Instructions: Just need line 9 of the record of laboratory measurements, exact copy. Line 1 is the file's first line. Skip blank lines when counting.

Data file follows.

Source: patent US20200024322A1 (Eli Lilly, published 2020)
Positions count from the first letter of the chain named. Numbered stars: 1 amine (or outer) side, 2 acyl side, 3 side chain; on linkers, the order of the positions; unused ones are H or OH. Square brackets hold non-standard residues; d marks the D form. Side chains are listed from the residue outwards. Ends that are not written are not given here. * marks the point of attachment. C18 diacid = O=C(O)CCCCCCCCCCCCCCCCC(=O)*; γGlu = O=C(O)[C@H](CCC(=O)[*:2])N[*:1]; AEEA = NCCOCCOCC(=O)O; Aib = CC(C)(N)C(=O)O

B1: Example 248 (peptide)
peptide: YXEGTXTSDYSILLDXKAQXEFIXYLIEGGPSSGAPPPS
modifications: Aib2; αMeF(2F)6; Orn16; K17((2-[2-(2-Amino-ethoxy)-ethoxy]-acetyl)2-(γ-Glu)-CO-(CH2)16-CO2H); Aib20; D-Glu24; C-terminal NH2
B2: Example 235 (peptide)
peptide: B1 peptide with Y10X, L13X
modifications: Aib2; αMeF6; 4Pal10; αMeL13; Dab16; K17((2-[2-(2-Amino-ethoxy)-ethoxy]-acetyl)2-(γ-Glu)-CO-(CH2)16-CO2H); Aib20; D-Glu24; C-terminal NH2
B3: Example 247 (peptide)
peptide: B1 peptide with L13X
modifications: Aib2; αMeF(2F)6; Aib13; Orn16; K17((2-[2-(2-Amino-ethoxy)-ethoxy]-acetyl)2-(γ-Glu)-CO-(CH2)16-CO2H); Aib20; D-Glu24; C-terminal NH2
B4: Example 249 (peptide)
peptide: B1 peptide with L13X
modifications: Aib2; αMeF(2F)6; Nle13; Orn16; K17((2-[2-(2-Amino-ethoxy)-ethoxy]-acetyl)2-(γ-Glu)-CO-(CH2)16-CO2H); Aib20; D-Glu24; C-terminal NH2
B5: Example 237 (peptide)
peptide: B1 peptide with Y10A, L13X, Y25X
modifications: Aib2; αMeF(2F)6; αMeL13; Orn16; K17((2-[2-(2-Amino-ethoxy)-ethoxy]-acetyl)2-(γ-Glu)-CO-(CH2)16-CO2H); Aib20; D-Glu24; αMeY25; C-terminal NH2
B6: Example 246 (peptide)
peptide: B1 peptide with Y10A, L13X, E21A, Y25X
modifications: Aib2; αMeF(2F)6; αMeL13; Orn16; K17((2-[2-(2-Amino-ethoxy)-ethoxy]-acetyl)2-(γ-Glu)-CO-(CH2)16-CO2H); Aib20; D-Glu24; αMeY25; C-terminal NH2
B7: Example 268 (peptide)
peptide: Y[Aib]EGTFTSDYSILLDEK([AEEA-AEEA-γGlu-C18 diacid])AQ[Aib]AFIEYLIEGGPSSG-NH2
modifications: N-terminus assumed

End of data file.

B3: Example 247 (peptide)